3. High Subcooling Caused By Restriction In Liquid Line

In too many cases, you see that high subcooling is caused by a restriction in the liquid line. This seems a bit paradoxical; the refrigerant lines are a closed system (nothing should come in, and nothing should go out). However, in many cases, you will see water via humid air enter the refrigerant lines.

That is usually accounted for; that’s why we have a filter dryer that catches that excess water in freon lines. However, if there is too much water for the filter dryer to handle, or if we have a faulty filter dryer, some water might stay inside the lines. Since the temperature inside the lines can be below freezing point (below 32°F), that water will form ice.

The formed ice presents a restriction in the liquid line. That will restrict the normal flow of refrigerant, and we will notice that we have high subcooling.

Note: You will usually see a drop in temperature after the part of the liquid line that is partially blocked. This is how we can diagnose that we indeed have a restriction in the liquid line causing high subcooling.

Here’s how to fix high subcooling caused by a restriction in the liquid line:

Before removing the restriction itself, we have to take care of the root cause first. We check the filter drier and potentially replace it. We also check for places where the water (in the form of humid air) could be entering our lines. If we don’t do this, we run a risk of getting a restriction in the liquid line and thus high subcooling again in the future.

Only after we ensure that the root cause is removed, we remove the restriction in the liquid line. Again, this is not a DIY job anybody can do. If you suspect that you have a high subcooling due to restriction, it’s best to call an HVAC technician, and he or she will take care of this situation for you.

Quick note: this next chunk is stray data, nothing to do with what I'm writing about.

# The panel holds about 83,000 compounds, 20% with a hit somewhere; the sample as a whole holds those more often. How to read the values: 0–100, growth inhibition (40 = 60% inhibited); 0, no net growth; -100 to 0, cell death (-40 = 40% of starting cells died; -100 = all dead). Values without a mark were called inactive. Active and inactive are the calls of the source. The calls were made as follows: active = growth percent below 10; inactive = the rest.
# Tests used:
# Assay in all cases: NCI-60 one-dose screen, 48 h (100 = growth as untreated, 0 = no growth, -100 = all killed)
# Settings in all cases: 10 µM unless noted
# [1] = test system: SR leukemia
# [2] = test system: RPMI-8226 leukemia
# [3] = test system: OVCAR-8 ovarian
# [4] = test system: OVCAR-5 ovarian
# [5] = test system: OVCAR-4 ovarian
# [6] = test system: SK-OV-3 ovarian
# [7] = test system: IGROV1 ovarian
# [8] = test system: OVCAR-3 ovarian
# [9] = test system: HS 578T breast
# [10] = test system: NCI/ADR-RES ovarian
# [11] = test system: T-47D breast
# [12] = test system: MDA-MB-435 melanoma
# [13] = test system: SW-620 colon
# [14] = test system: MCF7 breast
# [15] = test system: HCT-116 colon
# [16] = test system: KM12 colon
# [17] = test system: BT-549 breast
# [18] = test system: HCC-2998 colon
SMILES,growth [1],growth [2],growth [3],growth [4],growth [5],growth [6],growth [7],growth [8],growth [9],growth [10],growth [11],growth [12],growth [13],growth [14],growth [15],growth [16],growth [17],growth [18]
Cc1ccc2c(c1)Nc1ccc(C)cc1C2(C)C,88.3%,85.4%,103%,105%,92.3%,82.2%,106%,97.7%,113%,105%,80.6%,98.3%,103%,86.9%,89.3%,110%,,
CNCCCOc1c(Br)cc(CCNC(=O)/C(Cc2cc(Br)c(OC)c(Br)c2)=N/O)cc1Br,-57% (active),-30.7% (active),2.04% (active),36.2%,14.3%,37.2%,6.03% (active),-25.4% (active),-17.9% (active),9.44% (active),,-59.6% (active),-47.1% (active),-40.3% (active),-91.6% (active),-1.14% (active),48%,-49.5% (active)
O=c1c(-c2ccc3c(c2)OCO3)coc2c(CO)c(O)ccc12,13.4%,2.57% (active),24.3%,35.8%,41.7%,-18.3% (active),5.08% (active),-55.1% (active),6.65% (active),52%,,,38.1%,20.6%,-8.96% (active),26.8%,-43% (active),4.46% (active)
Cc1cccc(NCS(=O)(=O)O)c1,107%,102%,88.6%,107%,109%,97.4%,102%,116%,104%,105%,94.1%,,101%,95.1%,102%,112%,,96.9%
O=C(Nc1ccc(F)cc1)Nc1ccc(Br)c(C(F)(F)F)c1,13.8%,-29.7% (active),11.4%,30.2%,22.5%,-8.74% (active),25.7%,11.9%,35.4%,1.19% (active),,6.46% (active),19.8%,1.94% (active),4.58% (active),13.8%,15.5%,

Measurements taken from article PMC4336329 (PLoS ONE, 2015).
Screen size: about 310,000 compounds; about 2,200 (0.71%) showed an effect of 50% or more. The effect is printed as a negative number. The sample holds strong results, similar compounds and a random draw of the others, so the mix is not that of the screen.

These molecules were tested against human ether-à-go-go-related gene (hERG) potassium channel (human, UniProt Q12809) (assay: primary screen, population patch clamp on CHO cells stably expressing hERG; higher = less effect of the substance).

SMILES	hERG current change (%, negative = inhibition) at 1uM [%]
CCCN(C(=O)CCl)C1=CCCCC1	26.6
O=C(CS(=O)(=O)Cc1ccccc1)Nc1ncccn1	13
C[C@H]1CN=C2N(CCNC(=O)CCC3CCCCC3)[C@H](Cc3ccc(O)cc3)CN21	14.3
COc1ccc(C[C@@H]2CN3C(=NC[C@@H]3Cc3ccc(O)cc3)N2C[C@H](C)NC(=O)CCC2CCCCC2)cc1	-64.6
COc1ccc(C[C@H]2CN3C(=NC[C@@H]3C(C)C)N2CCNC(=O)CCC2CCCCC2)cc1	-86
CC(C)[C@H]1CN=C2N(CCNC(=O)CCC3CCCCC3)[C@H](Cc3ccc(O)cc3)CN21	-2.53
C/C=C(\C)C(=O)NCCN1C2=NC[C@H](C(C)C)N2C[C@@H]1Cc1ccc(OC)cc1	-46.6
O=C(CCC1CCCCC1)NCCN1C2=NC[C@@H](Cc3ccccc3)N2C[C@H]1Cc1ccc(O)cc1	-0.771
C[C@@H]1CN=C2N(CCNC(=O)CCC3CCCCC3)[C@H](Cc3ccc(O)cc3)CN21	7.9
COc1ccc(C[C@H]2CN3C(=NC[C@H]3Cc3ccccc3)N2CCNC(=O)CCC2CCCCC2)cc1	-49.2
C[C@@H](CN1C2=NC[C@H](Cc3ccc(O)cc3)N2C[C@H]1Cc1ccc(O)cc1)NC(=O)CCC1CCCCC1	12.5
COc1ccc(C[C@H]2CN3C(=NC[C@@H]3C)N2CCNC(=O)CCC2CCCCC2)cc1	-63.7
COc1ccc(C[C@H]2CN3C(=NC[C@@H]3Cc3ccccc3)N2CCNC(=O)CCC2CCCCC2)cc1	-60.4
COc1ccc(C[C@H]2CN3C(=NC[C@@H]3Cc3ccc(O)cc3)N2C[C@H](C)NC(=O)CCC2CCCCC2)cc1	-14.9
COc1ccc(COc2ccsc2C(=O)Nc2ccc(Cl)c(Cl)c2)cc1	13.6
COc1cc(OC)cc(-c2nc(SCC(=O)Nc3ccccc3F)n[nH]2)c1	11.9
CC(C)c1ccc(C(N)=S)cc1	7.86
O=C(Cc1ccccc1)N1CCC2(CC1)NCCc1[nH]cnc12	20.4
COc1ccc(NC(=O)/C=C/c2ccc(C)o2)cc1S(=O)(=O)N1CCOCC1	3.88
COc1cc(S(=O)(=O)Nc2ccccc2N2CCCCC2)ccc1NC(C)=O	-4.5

4. Low Subcooling Caused Poor Compression (Potential Compressor Problem)

Low subcooling can be an indication of the worst sort; that our AC compressor has a problem. Everybody hates failed compressors because when you have a faulty compressor, it’s usually financially more viable to buy a new AC unit since replacing a compressor is so expensive.

Namely, if the AC compressor has poor compression, it will result in low subcooling.

Low subcooling caused by poor compression is the worst-case scenario. If you suspect that poor compression is causing the decrease in subcooling far below target subcooling, you should call an HVAC technician and pray that it’s not a faulty compressor problem. The HVAC technician will diagnose the problem and let you know what will be done to solve the low subcooling situation.

Hopefully, these causes of high and low subcooling will give you the needed insight to understand what is happening with your AC unit (why it is misbehaving), and outlay how to fix it.